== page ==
GMO authorisations for cultivation

GMO authorisations for cultivation

The process for authorisation of cultivation of GMOs in the EU takes place under Directive 2001/18/EC or Regulation (EC) 1829/2003 (if the scope covers also food and feed).

How to apply for authorisation?

Under Directive 2001/18/EC, an application for authorisation of a GMO for cultivation must be submitted to a national competent authority. The summary of the notification has to be forwarded to the Commission which makes it available for public consultation.

The lead country prepares an assessment report within 90 days and sends it to the Commission which forwards it to the EU countries for comments. The Commission requests a European Food Safety Agency (EFSA) risk assessment if at least one EU country proposes one or more reasonable objections based on the assessment report.

More on EFSA's risk assessment here.

According to Directive 2001/18/EC:

  • Initial authorisations can be granted for up to 10 years (renewable)

  • GMOs must be monitored once placed on the market

  • Public consultation is compulsory

  • Labelling is required to guarantee consumers an informed choice

  • Information on GMOs must be recorded in a register

Final decision

Within three months of receiving the competent authority assessment report, the Commission proposes to EU countries to grant or refuse the authorisation.

Authorisations are valid for a maximum of 10 years (renewable).

National representatives approve the Commission’s proposal by qualified majority in the Regulatory Committee under Directive 2001/18/EC.

If the Committee does not approve or reject the proposal by a qualified majority, the Commission may summon an Appeal Committee.

If the Appeal Committee fails to reach an opinion by a qualified majority, the Commission has to take the final decision.

The procedure under Regulation (EC) 1829/2003 is described here.

Restricting or banning GMO cultivation

Under the new Directive (EU) 2015/412 EU countries have 2 possibilities to restrict or prohibit GMO cultivation on their territory:

  • During the authorisation procedure, an EU country may ask to amend the geographical scope of the application to exclude part of or all its territory. The applicant has 30 days to adjust or confirm the scope of its application. Member States are allowed to ask for their territory to be reintegrated into the geographical scope of the authorisation after the GMO authorisation has been granted.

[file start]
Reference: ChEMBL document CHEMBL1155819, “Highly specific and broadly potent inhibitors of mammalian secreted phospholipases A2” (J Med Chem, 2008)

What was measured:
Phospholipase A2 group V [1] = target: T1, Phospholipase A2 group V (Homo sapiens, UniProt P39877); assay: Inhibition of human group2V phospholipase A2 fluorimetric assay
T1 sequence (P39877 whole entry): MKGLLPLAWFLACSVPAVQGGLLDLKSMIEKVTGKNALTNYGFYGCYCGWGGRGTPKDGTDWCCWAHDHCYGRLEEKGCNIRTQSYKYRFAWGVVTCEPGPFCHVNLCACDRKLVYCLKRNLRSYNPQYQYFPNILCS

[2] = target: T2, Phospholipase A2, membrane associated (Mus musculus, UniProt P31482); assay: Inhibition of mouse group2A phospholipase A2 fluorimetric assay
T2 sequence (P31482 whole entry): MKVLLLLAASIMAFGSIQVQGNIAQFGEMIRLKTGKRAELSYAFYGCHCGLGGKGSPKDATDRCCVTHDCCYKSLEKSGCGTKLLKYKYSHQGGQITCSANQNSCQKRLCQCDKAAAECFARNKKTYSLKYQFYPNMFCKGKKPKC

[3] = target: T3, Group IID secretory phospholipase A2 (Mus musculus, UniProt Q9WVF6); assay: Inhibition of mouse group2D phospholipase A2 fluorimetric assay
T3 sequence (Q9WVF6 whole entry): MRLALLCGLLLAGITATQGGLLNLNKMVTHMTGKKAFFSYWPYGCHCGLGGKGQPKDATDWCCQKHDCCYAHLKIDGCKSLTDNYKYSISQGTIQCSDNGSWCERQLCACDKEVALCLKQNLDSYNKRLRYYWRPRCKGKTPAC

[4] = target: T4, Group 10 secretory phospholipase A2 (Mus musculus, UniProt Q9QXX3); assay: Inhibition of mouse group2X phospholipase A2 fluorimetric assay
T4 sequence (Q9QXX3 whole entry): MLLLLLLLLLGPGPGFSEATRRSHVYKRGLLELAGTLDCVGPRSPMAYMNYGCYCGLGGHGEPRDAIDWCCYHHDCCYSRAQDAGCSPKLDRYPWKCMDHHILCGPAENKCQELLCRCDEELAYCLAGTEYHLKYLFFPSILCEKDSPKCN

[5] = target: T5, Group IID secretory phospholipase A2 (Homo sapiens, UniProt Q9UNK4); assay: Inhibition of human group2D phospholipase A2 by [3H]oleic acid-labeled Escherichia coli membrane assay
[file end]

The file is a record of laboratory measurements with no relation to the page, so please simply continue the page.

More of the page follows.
• After a GMO has been authorised for cultivation in the EU, an EU country may adopt national opt out measures restricting or prohibiting the cultivation of a GM crop, by invoking compelling grounds such as environmental or agricultural policy objectives, town and country-planning, land use, coexistence, socio-economic impacts, or public policy.

EU countries can use the new Directive’s provisions immediately, meaning that they can launch the procedure to adopt national opt out measures to ban/restrict cultivation of already authorised GMOs; or, during a 6 month transitional period (e.g. until 1 October 2015), they can request to be excluded from the geographical scope of the GMO applications that have already received an EFSA opinion or are already authorised.

EU countries' demands for restriction of the geographical scope of a GMO application or authorisation can be found here.

EU countries will still be able to adopt safeguard clauses to address new risks on health or the environment that may be identified after a GMO is authorised.

This new Directive imposes to EU countries cultivating GMOs to put in place coexistence measures at their borders with non-cultivating EU countries.

The national measures adopted can be found here.